Monday, July 2, 2012

Making your own pre/probiotics!

A few years ago I went on a search for a probiotic that didn't use sugar or milk as the starter or carrier as both sugar and dairy can feed and start yeast in dogs and humans. Without sharing all my lengthy research with you, I also discovered that any probiotic worth it's weight needs to be refrigerated. Of course this poses a problem with mass production and distribution, they also cost more because of the additional refrigeration & transportation cost and it costs more to keep it on the shelves in stores.

Then I ran across a great article on Whole Dog Journal about probiotics called It's All In How You Make It. It speaks at length about using lacto-fermented vegetables in your dogs diet, and it's good for you too! Rather than using a sugar or dairy based carrier I learned that you can use unrefined sea salt! The unique thing about lacto-fermented vegetables is they qualify as both a prebiotic and probiotic and they are cheaper and easier to make then you think.

I purchased my crock from Cultures for Health.
I purchased the unrefined sea salt from When I first bought these they came in a 6-shaker case, but I'm already on my 3rd or 4th shaker. Now it looks like they come in single bottles.  It's also now purchasable in 1 pound bags.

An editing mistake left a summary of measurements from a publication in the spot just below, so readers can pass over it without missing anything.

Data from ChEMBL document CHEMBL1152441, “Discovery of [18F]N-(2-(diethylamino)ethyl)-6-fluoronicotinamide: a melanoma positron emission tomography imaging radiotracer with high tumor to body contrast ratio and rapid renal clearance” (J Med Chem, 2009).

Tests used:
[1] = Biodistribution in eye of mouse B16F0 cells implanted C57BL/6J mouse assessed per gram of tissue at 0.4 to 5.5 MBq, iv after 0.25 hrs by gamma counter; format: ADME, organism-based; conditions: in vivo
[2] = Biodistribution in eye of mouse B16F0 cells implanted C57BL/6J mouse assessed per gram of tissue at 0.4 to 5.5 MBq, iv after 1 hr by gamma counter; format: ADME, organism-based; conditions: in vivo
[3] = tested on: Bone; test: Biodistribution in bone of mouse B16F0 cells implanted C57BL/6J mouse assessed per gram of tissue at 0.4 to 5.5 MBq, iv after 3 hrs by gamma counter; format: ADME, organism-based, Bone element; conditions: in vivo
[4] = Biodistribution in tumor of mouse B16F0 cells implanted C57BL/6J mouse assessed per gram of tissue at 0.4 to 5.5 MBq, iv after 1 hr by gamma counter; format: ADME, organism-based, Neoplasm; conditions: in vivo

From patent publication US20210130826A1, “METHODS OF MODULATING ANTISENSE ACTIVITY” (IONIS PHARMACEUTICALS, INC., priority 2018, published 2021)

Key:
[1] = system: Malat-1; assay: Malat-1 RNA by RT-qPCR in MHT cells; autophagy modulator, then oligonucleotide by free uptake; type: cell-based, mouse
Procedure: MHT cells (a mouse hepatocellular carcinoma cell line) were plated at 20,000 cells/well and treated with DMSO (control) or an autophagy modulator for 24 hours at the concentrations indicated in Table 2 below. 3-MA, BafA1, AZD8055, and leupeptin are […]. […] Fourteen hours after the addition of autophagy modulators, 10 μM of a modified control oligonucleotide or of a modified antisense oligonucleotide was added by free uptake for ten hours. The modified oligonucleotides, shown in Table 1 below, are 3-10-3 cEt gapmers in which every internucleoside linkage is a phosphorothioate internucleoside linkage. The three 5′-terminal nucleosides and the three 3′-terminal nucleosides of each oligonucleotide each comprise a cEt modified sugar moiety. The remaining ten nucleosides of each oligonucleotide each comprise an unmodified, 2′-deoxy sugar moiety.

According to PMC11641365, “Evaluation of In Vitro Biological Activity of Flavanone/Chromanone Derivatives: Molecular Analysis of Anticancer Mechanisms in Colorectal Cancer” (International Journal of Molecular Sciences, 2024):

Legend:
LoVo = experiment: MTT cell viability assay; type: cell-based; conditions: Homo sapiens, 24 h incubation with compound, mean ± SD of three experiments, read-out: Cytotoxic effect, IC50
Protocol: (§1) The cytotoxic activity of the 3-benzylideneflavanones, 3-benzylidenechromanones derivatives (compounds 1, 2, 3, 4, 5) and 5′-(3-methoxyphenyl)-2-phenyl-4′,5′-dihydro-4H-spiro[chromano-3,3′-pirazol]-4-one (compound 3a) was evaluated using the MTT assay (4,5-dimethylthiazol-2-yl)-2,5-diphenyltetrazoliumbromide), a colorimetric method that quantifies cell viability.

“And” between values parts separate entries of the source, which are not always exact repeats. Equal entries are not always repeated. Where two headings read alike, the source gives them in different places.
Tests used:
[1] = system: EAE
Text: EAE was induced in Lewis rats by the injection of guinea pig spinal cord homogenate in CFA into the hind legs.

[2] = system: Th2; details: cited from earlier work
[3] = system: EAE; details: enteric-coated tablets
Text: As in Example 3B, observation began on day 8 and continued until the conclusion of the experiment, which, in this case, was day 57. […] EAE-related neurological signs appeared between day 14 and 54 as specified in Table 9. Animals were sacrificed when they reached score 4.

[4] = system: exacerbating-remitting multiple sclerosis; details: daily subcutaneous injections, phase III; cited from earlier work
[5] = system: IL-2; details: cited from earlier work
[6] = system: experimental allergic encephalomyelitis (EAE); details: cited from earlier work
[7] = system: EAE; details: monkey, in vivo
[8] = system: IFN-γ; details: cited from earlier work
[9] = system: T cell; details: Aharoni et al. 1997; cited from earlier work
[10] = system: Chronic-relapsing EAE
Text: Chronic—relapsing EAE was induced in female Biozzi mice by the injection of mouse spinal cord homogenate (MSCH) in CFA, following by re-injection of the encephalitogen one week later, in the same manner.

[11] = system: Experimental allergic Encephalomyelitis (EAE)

May 6, 2015 Edit - The Lima Unrefined Sea Salt is no longer available through Vitacost, I found many reasonable sources of unrefined sea salt on

I use cucumbers because of their ease to purchase, grind and crush through my juicer and how quickly they are ready to use. I go through a batch in a little over a week, they only take two hours to adequately ferment , but I leave it mine for 24 - 48 hours, then store it in the refrigerator in a seal-able container. Each dog gets a couple Tablespoons scooped out daily with their dinner. They will lap it right out of the bowl by itself, they are quite tasty! The batch pictured below is from 6 large cucumbers and I used 2 Tablespoons of unrefined sea salt as the starter per gallon. The valve on the top of the crock lets air escape without letting air in. I left the skins on because I grew these cucumbers myself, but I peel those I buy from the store.

If you want to read more about yeast in dogs, you can read this copy of the WDJ article titled Canine Candida.

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